Electra

by: Sophocles

Section three, Lines 692–1466

Summary Section three, Lines 692–1466

Analysis

Clytemnestra's entrance is highly reminiscent of Chrysothemis's entrance in the first episode. Both enter onto the stage on their way to make an offering, and both address Electra with the tone of exasperated frustration when they find her, once again, out mourning on the street. In both cases, too, the sacrifice, when finally performed, has been altered in some way by Electra, whether by her words or by her presence. Chrysothemis, for instance, abandons the libations given her by Clytemnestra at Electra's suggestion and instead makes an offering of her own at Agamemnon's grave. Clytemnestra makes her prayer to Apollo in guarded terms since Electra is present to hear her pray. Such parallels suggest the force of Electra's character in her ability to dominate and preoccupy the thoughts and consequent actions of both her mother and her sister.

The deliberation over Agamemnon's sacrifice of Iphigenia again raises the question of expediency versus justice. Clytemnestra holds that she murdered Agamemnon justly, to exact revenge for his sacrifice of their daughter. Electra maintains that her mother murdered her father out of expediency, so that she might be able to marry Aegisthus, the man after whom she lusted. In a similar vein, Clytemnestra holds that Agamemnon sacrificed Iphigenia out of expediency, for the sake of Menelaus and the Greek army. Electra, however, holds that Agamemnon was indeed acting not out of expediency, but out of necessity. In arguing with her mother over these points, Electra, who has hitherto been the drama's champion of justice, demonstrates nonetheless the limitations of her grasp on the idea of justice. She insists that to answer a killing with a killing, as her mother has done, can never bring about justice; but, in doing so, she undercuts her own larger agenda, which is to seek justice for the killing of her father by killing her mother. Such a contradictory position does not necessarily render Electra's position and character as weaker than one might have initially supposed; indeed, it endows her character with an element of humanity that renders her, if anything, more realistic and complex.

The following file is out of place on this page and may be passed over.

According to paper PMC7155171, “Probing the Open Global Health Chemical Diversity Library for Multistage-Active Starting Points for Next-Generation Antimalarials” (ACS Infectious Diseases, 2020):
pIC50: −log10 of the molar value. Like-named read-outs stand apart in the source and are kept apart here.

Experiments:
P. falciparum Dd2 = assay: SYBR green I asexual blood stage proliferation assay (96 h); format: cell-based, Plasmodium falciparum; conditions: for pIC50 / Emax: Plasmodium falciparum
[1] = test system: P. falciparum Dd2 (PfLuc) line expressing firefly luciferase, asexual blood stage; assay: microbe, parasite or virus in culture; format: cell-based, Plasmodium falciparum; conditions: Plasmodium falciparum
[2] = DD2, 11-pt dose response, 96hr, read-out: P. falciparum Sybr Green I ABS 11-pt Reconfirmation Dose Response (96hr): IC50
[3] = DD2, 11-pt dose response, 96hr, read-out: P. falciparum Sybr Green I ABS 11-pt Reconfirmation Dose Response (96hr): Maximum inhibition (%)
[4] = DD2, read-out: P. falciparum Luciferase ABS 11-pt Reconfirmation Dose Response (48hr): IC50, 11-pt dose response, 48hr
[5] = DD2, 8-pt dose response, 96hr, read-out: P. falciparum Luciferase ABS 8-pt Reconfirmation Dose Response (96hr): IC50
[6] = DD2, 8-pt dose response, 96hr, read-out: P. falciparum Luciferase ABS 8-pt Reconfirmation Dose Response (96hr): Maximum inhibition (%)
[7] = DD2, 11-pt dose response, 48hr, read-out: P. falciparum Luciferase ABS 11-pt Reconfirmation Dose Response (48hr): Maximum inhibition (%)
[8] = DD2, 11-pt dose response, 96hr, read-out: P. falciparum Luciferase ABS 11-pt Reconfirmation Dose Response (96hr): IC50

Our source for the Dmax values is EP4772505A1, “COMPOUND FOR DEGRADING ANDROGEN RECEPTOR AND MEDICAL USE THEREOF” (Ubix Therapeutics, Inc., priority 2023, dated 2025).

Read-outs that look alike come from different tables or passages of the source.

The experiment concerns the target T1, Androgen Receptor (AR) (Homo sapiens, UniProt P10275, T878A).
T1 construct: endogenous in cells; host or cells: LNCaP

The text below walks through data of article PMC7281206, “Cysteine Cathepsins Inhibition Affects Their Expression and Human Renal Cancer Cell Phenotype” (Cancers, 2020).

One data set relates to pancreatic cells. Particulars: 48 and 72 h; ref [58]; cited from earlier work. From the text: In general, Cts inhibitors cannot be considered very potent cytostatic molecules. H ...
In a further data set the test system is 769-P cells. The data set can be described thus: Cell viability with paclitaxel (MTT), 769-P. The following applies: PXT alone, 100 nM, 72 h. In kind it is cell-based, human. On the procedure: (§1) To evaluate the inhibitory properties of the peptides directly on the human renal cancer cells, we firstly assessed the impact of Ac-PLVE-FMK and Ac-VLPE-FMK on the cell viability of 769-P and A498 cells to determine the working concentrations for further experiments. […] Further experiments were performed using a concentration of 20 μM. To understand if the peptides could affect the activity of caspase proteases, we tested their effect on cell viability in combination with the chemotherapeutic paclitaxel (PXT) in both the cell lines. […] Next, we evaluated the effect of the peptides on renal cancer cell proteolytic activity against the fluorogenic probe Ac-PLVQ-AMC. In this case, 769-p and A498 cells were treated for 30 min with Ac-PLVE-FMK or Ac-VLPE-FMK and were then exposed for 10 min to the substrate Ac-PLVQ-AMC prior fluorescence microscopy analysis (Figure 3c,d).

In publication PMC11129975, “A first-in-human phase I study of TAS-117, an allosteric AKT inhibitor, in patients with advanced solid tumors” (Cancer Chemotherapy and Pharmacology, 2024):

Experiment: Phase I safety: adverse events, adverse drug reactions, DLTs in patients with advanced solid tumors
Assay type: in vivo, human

Clytemnestra's prayer may be couched in guarded, euphemistic terms, but its ultimate purpose is to actively prevent Orestes' return. The Old Man's immediate entrance at the end of the prayer seems to be an immediate response to the prayer, and his message (albeit false) that Orestes has died has interesting effects on Clytemnestra. Perhaps because of her prayer, she holds herself responsible for Orestes's death, and she is overcome briefly by maternal feelings. Although ultimately relieved and pleased by the news, Clytemnestra initially shows grief, complicating her character and rendering it more human in just the way that Electra's previous self-contradictory position regarding justice did the same. The Old Man's message has interesting ramifications for Electra's character as well. His news marks a new stage in Electra's suffering. Her sister's unwillingness to ally with her, combined with her mother's cruelty, have already suggested Electra's isolation, and Orestes's death strips her of her final hope, leaving her a character without friends, love, hope, or even the will to live.

Upon Chrysothemis's return from Agamemnon's grave, Electra regains a faint glimmer of hope in the possibility that her sister might avenge their father's murder with her, but Chrysothemis's tendency toward expediency rather than justice immediately shatters this hope. Indeed, before Electra has even set her plan out, Chrysothemis forewarns that she will take part in it only if it will benefit her in some way. Once she has considered the plan and deemed it unlikely to succeed, she rejects it. But she does so not in the language of expediency as much as in the language of virtue. She points out the legitimate fact that it is the opposite of virtue to pursue honor if honor's pursuit threatens the family or the city. Likewise, Electra makes her case for the plan in the negative language of expediency, rightly pointing out that Chrysothemis will lack substantial benefits, such as marriage rights and inheritance rights, if she does not act to reestablish the natural order. Once again, Electra and Chrysothemis cling firm to their respective value systems of justice and virtue while at the same time acknowledging the other's position. Compromise, however, is impossible, and the second episode ends with Electra's utter isolation.